Australian country superstar Keith Urban has kicked off 2017 with an impassioned musical tribute to some of the singers who died last year, including George Michael, Prince, David Bowie and country legend Merle Haggard.

Urban surprised cheering fans with an emotional six-song medley that included Leonard Cohen's Hallelujah and climaxed with Prince's Purple Rain, during a televised performance to see in the New Year. With the singer's wife, the actress Nicole Kidman, joining him on stage to dance along with the Music, the performance also included a blast of the Eagles hit Take It Easy, David Bowie's Heroes, Merle Haggard's Mama Tried and Prince's Purple Rain.

Urban on TV

The performance wasn't a one-off, however. A couple of days later, Urban reprised the medley on another TV show, Studio 10. This time the cameras found him sitting at home in his armchair, accompanied by just his own acoustic guitar. But his performance was just as impassioned, if not more so.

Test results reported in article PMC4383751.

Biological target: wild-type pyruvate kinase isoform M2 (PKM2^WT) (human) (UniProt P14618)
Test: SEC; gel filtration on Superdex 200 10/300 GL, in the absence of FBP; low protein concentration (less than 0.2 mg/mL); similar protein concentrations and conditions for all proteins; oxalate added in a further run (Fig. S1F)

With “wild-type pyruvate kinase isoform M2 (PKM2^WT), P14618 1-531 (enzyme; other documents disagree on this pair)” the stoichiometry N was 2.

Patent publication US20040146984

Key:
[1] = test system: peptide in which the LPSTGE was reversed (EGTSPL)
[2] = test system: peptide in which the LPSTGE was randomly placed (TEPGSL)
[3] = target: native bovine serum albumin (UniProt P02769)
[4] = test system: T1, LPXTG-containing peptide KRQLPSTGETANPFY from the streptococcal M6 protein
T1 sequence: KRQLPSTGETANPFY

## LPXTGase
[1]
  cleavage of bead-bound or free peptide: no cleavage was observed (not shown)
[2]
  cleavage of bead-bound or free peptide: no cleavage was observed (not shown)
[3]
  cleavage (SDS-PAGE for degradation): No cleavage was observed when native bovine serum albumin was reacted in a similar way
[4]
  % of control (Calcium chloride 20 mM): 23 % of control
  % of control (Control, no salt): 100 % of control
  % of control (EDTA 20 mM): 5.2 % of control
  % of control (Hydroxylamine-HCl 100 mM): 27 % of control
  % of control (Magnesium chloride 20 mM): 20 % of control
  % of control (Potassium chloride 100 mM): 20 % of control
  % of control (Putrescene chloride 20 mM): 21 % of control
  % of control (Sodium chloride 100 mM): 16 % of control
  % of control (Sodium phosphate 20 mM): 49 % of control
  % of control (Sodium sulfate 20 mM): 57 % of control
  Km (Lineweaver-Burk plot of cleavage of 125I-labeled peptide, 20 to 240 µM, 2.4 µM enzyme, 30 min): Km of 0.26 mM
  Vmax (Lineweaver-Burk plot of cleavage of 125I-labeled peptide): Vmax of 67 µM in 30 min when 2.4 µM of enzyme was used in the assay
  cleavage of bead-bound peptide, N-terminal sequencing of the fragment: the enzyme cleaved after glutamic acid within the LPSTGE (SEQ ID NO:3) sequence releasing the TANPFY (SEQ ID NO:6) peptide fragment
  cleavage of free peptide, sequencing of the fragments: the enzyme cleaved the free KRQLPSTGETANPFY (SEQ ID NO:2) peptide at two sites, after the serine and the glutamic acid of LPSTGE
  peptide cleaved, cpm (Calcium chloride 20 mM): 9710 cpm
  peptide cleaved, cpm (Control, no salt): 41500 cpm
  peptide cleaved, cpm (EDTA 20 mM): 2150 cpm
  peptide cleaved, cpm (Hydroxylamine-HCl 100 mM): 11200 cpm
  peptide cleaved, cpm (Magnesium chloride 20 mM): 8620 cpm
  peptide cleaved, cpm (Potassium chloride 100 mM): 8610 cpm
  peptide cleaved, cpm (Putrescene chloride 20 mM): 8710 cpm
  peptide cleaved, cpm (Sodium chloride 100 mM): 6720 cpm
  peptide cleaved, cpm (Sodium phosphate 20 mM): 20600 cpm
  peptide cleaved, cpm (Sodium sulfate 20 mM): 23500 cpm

As Urban strummed forcefully on his guitar and tore into the lyrics of Heroes and, particularly, the climatic Purple Rain, it was clear how much the songs meant to him and how much of his soul he was pouring into his performance. The singer's musical ability also rang loudly as he replicated the famous Merle Haggard guitar lick before moving seamlessly from Heroes to Mama Tried.

Urban's next hit

So will the medley be Urban's next big hit? There's no word yet on an official release, but Urban's fans have been vocal in their support for the medley on social media, and it wouldn't be the first time that a musician's spontaneous emotional response to a situation has turned into a hit.

One example was Alan Jackson's Where Were You When The World Stopped Turning, which was penned in the immediate aftermath of the September 11 terrorist attacks.

Jackson's intensely personal performance struck a chord with everyone who heard it and it went on to be one of the singer's most memorable performances.

The rash of celebrity deaths in 2016 has been news the world over. Could Urban's celebration of six much-loved songs provide music fans with a way to grieve?